The magic of Equiangular Spirals

In this series of posts I’ll be writing in more detail about the spiral PCF that I enjoy working on. An introduction and overview on spiral PCF can be found on the My Research page.

So, back to Equiangular Spiral PCF or ES-PCF

schematic of an equiangular spiral curve

Fig. 1: Schematic of an equiangular spiral curve

Equiangular spirals or logarithmic spirals are self similar curves: as the curve grows, the shape remains unchanged. We see them in nature in snails, shells, plants, galaxies and in many other places.

How is the ES design adapted for PCF?

The ES curve grows continuously and is defined by the equation: equiangular spiral equation

where

definiton of alpha

and θ is the angle between the radius of the ES and tangent at the end point of the radius; rspiral is the distance at any point along the spiral arm from the centre of the structure.

To adapt the design for a PCF, we choose the parameters, ro,, θ , which decide where the air holes will fall (alo

Fig. 2: schematic of the ES-PCF

Fig. 2: schematic of the ES-PCF

ng the ES curve). Several such independent ES patterns of holes can be arranged around a central core to form a cladding with microstructure of air holes. The average refractive index in the cladding  region is lower than the core, similar to standard PCF, and hence Total Internal Reflection (TIR) is the guiding mechanism for light. The cross section of an ES-PCF can be seen in fig. 2.

What makes the ES-PCF so unique and useful?

A number of things:

a) The number of parameters to play around with and optimize performance is bigger than most traditional PCF. We can change the number of ES arms, number of holes per arm, the radius of the arm, angular increment and finally air hole radius.

b) The air holes in the second ring are closer to the core than in a traditional Hexagonal PCF. For the same distance from origin to centre of first air hole (ro), in the ES-PCF the centre of the air holes in the 2nd ring are roughly 0.45 ro away from 1st ring, while this distance is about 0.87 ro  or Hex PCF (see Fig. 3). This means the optical field can be squeezed more tightly into the core by the air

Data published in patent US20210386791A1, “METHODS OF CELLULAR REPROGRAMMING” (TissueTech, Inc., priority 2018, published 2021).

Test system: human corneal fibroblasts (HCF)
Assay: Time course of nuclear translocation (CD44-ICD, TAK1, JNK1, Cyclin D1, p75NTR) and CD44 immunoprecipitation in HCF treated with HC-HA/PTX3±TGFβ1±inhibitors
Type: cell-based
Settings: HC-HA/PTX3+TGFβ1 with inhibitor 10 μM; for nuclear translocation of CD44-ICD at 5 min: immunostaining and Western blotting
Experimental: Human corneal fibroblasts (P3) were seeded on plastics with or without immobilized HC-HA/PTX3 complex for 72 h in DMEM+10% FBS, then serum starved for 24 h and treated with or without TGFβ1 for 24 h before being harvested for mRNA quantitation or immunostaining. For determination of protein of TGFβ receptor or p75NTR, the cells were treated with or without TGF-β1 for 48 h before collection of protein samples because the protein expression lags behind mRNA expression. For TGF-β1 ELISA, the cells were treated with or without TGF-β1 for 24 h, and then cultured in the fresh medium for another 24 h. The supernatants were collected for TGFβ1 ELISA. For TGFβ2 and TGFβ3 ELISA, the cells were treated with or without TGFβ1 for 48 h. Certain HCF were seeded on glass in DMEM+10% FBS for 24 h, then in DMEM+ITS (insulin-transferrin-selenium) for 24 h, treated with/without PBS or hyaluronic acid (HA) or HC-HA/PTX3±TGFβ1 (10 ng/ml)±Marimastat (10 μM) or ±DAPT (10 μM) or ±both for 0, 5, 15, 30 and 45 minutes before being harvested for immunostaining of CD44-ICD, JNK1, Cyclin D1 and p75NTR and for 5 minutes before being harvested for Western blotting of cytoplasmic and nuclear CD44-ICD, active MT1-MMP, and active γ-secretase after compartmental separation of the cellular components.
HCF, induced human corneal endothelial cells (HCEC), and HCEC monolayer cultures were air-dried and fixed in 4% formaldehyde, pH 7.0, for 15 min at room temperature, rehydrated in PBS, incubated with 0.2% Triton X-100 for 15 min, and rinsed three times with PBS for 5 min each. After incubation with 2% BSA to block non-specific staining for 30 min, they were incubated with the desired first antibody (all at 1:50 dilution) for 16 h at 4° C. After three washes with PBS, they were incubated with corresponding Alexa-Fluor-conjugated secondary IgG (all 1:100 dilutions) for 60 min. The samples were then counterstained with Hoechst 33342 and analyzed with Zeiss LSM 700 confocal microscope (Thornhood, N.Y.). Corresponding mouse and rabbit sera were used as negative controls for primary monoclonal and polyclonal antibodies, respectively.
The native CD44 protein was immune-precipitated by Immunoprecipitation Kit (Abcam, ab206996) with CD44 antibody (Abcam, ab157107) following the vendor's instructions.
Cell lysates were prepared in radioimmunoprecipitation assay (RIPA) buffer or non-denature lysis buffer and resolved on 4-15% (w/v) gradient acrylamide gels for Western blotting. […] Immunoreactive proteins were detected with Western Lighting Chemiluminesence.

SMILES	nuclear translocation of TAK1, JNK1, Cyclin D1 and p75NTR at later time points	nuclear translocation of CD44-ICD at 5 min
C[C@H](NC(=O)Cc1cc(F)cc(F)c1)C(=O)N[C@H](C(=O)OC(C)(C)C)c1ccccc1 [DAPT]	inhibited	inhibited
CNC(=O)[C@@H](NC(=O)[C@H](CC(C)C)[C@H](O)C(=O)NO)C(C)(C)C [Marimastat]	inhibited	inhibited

Fig.3: Schematic of the Hexagonal PCF
Fig.3: Schematic of the Hexagonal PCF

holes resulting in properties such as large non-linearity.

What does this give us?

Just be squeezing the field more effectively into the core, we can significantly improve modal properties:

1)      Higher non-linearity (see

2)      Lower bending loss

3)      Flat dispersion

4)      Ability to optimize performance over more than 1 parameter simultaneously

What is the catch?

The catch is that such designs have not been made yet. Feasible fabrication remains the biggest stumbling block for such quasi-crystal designs.

Is there a solution?

Yes. Techniques such as extrusion or drilling can be used to make unconventional PCF designs, so these offer one possibility. Another is to adapt the ‘stack and draw’ technique which is primarily used for hexagonal PCF. In another post I’ll explore how some very elegant mathematics gives us a way to do the latter.

Advertisements

3 comments on “The magic of Equiangular Spirals

  1. hi arti, i am golam kibria from bangladesh and i am interested in spiral
    pcf but i can not understand the term alpha and n in your post and one of your paper i have found that spiral angle = 360/(2n). but in another paper you have mentioned that it has been found possible to tune the modal characteristics of the field in the ES-PCF by choosing the suitable combination of the values for the fiber parameters the number of arms spiral angle spiral radius air hole radius and number of rings. my another question is that in spiral pcf how we define air filling fraction.

    • Hi Golam,
      Thanks for writing in and its nice to know you find the spiral work interesting.
      I will write back to you in detail regarding the connection between alpha and number of arms (on holiday right now and don’t have my papers/notes…)

      By choosing the spiral characteristics the meaning is that for some desired behaviour maybe we need a spiral with 4 rings, 6 arms, in another case it may by 3 rings and 5 arms. Also it is possible to vary the air hole radius.

      In general for a spiral, the air fill fraction : (area of each air hole * number of air holes)/(total area of the finer)

      Hope this helps!
      Arti

  2. hi arti can you give me any document based on drilling and extrusion. i have found may document on stack and draw method but I want to know about these method of fiber fabrication.

Leave a Reply

Fill in your details below or click an icon to log in:

WordPress.com Logo

You are commenting using your WordPress.com account. Log Out / Change )

Twitter picture

You are commenting using your Twitter account. Log Out / Change )

Facebook photo

You are commenting using your Facebook account. Log Out / Change )

Google+ photo

You are commenting using your Google+ account. Log Out / Change )

Connecting to %s